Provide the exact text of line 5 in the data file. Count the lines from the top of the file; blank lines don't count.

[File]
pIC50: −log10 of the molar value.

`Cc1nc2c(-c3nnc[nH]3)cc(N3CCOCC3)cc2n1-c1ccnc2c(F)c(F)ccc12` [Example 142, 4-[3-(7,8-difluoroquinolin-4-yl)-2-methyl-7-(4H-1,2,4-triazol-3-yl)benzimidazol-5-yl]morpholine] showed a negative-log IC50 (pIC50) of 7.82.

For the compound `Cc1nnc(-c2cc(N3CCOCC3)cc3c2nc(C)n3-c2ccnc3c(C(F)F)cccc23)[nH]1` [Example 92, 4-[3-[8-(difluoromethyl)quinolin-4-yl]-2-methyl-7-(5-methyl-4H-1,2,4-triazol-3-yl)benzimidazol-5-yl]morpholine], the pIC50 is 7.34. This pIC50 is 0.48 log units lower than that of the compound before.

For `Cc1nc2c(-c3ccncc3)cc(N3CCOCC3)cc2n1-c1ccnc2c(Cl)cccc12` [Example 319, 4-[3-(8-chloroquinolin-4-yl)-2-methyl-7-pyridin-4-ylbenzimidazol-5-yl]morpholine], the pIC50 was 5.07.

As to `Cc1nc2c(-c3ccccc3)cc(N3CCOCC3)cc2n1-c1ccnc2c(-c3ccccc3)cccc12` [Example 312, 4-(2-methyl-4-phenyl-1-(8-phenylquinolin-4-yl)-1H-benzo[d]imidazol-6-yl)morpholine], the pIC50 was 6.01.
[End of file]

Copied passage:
As to `Cc1nc2c(-c3ccccc3)cc(N3CCOCC3)cc2n1-c1ccnc2c(-c3ccccc3)cccc12` [Example 312, 4-(2-methyl-4-phenyl-1-(8-phenylquinolin-4-yl)-1H-benzo[d]imidazol-6-yl)morpholine], the pIC50 was 6.01.